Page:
Articles | Volume 13, issue 7
Research article
17 Jul 2019
Research article |  | 17 Jul 2019

Past water flow beneath Pine Island and Thwaites glaciers, West Antarctica

James D. Kirkham, Kelly A. Hogan, Robert D. Larter, Neil S. Arnold, Frank O. Nitsche, Nicholas R. Golledge, and Julian A. Dowdeswell

Outburst floods from subglacial lakes beneath the Antarctic Ice Sheet modulate ice-flow velocities over periods of months to years. Although subglacial lake drainage events have been observed from satellite-altimetric data, little is known about their role in the long-term evolution of ice-sheet basal hydrology. Here, we systematically map and model past water flow through an extensive area containing over 1000 subglacial channels and 19 former lake basins exposed on over 19 000 km2 of seafloor by the retreat of Pine Island and Thwaites glaciers, West Antarctica. At 507 m wide and 43 m deep on average, the channels offshore of present-day Pine Island and Thwaites glaciers are approximately twice as deep, 3 times as wide, and cover an area over 400 times larger than the terrestrial meltwater channels comprising the Labyrinth in the Antarctic Dry Valleys. The channels incised into bedrock offshore of contemporary Pine Island and Thwaites glaciers would have been capable of accommodating discharges of up to 8.8×106 m3 s−1. We suggest that the channels were formed by episodic discharges from subglacial lakes trapped during ice-sheet advance and retreat over multiple glacial periods. Our results document the widespread influence of episodic subglacial drainage events during past glacial periods, in particular beneath large ice streams similar to those that continue to dominate contemporary ice-sheet discharge.

1 Introduction

The widespread and accelerating retreat of Pine Island and Thwaites glaciers constitutes a potential threat to the stability of the West Antarctic Ice Sheet (WAIS) (Rignot et al., 2008, 2014; Joughin et al., 2014; Feldmann and Levermann, 2015; Shepherd et al., 2018; Yu et al., 2018). The routing, storage, and expulsion of subglacial water from beneath the WAIS directly influences its mass-loss rates and, accordingly, sea-level rise (Joughin et al., 2002; Alley et al., 2006; Bell et al., 2007; Stearns et al., 2008). Variability in subglacial water supply can lead to ice-sheet instability (Schoof, 2010). However, the effect of subglacial water as a lubricant at the basal ice-sheet boundary is still insufficiently understood to be accurately incorporated into the current generation of ice-sheet models, and is thus presently absent from assessments of future ice-sheet behaviour (Fricker and Scambos, 2009; Flowers, 2015; Fricker et al., 2016).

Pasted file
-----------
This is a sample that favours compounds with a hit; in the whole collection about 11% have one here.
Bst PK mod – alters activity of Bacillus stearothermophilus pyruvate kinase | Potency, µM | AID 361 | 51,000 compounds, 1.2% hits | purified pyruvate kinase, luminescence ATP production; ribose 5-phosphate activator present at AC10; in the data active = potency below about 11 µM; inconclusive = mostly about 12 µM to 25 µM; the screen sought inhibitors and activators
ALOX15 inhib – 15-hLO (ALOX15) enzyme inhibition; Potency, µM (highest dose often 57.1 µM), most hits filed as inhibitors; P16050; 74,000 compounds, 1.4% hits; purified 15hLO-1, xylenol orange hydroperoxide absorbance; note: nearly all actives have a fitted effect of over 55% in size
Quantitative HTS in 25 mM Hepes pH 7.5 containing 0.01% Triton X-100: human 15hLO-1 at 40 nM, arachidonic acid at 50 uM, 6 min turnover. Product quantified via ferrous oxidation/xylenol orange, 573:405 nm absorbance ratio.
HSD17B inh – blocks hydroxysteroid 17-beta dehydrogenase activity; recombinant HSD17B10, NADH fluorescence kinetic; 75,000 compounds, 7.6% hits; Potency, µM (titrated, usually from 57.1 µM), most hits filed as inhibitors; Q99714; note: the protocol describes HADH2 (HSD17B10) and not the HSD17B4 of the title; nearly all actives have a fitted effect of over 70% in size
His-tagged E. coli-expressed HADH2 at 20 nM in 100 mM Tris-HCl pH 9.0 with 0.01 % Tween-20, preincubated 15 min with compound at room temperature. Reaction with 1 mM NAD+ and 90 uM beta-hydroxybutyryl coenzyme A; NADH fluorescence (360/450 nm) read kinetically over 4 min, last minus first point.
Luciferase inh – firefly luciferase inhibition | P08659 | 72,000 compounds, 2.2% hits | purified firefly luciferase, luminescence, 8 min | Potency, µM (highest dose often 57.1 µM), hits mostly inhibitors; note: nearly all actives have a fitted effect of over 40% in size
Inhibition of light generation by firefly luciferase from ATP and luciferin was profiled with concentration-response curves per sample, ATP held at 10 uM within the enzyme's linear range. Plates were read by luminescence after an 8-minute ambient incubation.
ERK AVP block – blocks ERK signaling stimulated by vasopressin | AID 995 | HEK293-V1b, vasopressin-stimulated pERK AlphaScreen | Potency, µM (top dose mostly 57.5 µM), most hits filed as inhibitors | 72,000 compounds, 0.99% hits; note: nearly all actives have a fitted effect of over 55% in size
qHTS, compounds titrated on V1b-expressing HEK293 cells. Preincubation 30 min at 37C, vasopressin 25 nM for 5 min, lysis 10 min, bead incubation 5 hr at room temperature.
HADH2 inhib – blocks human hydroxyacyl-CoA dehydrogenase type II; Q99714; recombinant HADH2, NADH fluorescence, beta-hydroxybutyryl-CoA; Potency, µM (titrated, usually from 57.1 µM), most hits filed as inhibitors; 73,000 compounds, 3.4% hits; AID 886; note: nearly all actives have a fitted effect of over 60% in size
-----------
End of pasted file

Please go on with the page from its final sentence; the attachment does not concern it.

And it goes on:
Over recent decades, ice-penetrating radio–echo sounding surveys and satellite altimetry have revealed an intricate subglacial network of water storage and transfer beneath the contemporary Antarctic Ice Sheet. Over 400 ponded water bodies, termed subglacial lakes, have been detected beneath the ice (Fig. 1) (e.g. Robin et al., 1970; Oswald and Robin, 1973; Siegert et al., 1996, 2005, 2015), about a quarter of which have been observed to fill and drain over sub-decadal timescales (Gray et al., 2005; Wingham et al., 2006; Fricker et al., 2007; B. E. Smith et al., 2009, 2017). The subglacial routing of the water released from this special class of “active” subglacial lakes can be traced for hundreds of kilometres, often triggering a cascade of further subglacial lake drainage downstream (Wingham et al., 2006; Flament et al., 2014; Fricker et al., 2007, 2014). In some instances, active lake drainage has been associated with temporary accelerations in ice velocity (Stearns et al., 2008; Siegfried et al., 2016). Active Antarctic subglacial lakes typically discharge relatively small volumes of water over several months, with peak discharges of tens of cubic metres per second. For example, lakes detected in the Adventure subglacial trench, East Antarctica, discharged 1.8 km3 of water over 16 months with a peak discharge of ∼50 m3 s−1 (Wingham et al., 2006), whilst 3.7 km3 of water was released from a system of subglacial lakes beneath Thwaites Glacier between June 2013 and January 2014 (Smith et al., 2017). To date, the largest contemporary subglacial lake drainage event observed in Antarctica was the loss of 5.2±1.5 km3 of water from Lake Cook, East Antarctica, over a 2-year period (Flament et al., 2014).